dumb question - do soldiers go deaf?

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Aug 30, 2009
I was watching a war movie and suddenly a question popped into my head - do soldiers go deaf from shooting their rifles? I can't imagine them wearing hearing protection when they're out on patrol.

I know they wear hearing protection during training, but wouldn't firing out in the field damage a soldier's hearing?

I knew a bunch of WWII and Korean vets from my family and their hearing seemed fine. I'm just wondering if perhaps long-term hearing loss is something that happens but you don't hear much about it....?
It does happen, but not just from rifle fire.

One of my grandfathers had serious hearing loss on one of the pacific islands, Iwo Jima I believe. He was walking along a tree line, when a battery of artillery on the other side began volley firing.

I loss some hearing in my left ear but that could be a combination of rifle/machinegun/cannon fire and IEDs. I lost a lot of hearing in my right ear from a training accident. Breaching a door with det-cord, being the third man in the stack and a bad ear infection can all combine to complete ear drum removal. Had to have surgery to have a new ear drum graft on.

The military does issue ear plugs, but most soldiers, if not all, dont wear it on patrol. For the obvious reasons.
Hearing loss and firearms...

Like a lot of police officers, who never have to use their weapon on duty, a lot of veterans of WWII were never exposed to combat, and the consequent damage to their hearing. I always cringe at the guys in the artillery firing off the 105 howitzers without any ear protection.

Sports Afield magazine many years ago ran an article on hearing loss and hunting. The gist of the article was that a single report of a 12 gauge in the field hunting would generate X number of decibels and wipe out your hearing in the 24-26,000 cycle range, IIRCC, which is the upper limits of the human ear.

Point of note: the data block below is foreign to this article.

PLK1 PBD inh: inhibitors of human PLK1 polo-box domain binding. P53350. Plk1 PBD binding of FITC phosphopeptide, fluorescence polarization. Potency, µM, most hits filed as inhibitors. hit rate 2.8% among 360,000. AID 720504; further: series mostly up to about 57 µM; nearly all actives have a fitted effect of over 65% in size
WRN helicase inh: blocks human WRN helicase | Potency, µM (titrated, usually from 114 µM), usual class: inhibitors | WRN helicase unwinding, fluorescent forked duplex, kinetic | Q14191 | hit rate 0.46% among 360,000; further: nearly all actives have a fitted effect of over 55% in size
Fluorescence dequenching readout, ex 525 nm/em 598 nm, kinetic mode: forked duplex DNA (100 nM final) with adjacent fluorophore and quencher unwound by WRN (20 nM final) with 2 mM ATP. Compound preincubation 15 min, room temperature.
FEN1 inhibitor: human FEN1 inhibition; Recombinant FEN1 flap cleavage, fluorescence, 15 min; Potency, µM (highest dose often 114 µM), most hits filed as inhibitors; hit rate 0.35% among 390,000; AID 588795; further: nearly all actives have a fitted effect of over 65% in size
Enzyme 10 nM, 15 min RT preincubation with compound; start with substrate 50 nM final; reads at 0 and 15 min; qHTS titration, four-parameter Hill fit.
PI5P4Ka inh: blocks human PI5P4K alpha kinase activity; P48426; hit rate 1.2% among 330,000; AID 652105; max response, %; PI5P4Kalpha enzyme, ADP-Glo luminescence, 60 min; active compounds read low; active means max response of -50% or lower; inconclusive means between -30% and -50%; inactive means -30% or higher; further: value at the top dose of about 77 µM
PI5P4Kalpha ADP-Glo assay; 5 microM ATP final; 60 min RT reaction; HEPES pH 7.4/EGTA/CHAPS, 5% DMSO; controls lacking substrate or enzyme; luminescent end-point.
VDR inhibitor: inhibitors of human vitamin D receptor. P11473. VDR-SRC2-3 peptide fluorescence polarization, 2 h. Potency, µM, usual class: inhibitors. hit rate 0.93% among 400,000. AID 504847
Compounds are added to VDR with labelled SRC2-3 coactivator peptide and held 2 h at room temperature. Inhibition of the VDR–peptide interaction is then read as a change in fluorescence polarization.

Just as some people have better eye sight than others, some people have better hearing and why chance damaging your hearing when you don't have to. You wouldn't intentionally allow your eyesight to be damaged so causally would you?

(It always ticks me off when I see children at the range with no hearing protection. The adults are wearing headphones, and the kids have to hold their hands over their ears. You know how long that'll last.)

Some audio stores have a CD available for testing your audio equipment and it plays a tone at various frequencies, up to 30,000 cycles, I believe. I'm always amazed at the difference of what I can hear and what my dogs can hear. I think they can see better in the dark too; I've never seen them trip over anything in the dark.

I have loss in some of the human voice ranges. 3-4 feet away, just sounds like mumble, mumble, mumble. Some voices, however, seem irritatetingly loud. And don't forget tinnitus, 24/7.

Not only shooting weapons, but jackhammers, drills, jet engines, it all gets to you.
Whazzat? Speak up! :rolleyes:

Yes, many who have served in the military have severe hearing loss/damage and attendant auditory nerve damage as well. Not until this current decade were pilots able to begin using electronic noise suppression devices similar to those used by rock musicians. Somehow I doubt that these expensive protective aids are available to the average grunt or arty type. Anymore I even wear plugs when I run my vacuum cleaner; it hurts otherwise.
Yes; almost any loud noise exceeds the 85 decibel safety limit - hammering on metal, tank or truck engines, etc. I never heard a shot fired in anger during my 20 years active duty, and I have serious hearing loss in my left ear and moderate loss in my right.

Wear ear plugs whenever you're exposed to noise! Even when you're mowing your lawn. Double up when in doubt (plugs and muffs)!
I have always wondered what kind of hearing protection is used on carriers by the flight crew.... you're talking some serious noise. Not being in the Navy, I noticed that it is louder than anything I could imagine and hands over your ears is not enough if you are close to those engines.

The answer to the question is "Of course!"
We have someone ask this question about once a month.

The military pays a huge amount of money out for hearing loss disabilities due to soldiers, sailors, marines and airmen suffering partial hearing loss. They also spend money on trying to protect the hearing of service personnel and dedicate resources to research on how to prevent hearing loss.

So, the answer obviously is "Yes".
Yes, soldiers lose a lot of hearing. My left ear is very bad and right ear not as bad as the left. I was an infantryman in Nam in 68-69. Mortars landing near one create a lound piercing noise. Claymores and so much more contribute to this.The VA keeps me updated in excellent hearing aids. Byron